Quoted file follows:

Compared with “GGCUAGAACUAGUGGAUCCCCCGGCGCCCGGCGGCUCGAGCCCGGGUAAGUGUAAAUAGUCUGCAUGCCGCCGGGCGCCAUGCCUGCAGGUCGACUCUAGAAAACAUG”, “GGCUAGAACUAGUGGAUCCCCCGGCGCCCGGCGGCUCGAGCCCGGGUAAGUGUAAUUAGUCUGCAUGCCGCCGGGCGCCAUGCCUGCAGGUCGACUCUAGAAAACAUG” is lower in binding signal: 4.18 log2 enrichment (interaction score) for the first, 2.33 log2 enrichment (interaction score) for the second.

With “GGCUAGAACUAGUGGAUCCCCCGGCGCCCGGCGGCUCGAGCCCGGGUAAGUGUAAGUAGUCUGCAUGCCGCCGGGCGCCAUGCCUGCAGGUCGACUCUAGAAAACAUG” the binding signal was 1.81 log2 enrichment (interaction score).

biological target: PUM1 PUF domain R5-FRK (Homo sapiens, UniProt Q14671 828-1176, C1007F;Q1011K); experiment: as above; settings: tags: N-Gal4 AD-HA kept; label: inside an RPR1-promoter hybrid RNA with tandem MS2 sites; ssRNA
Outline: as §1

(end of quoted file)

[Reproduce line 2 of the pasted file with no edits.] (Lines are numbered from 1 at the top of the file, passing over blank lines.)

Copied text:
With “GGCUAGAACUAGUGGAUCCCCCGGCGCCCGGCGGCUCGAGCCCGGGUAAGUGUAAGUAGUCUGCAUGCCGCCGGGCGCCAUGCCUGCAGGUCGACUCUAGAAAACAUG” the binding signal was 1.81 log2 enrichment (interaction score).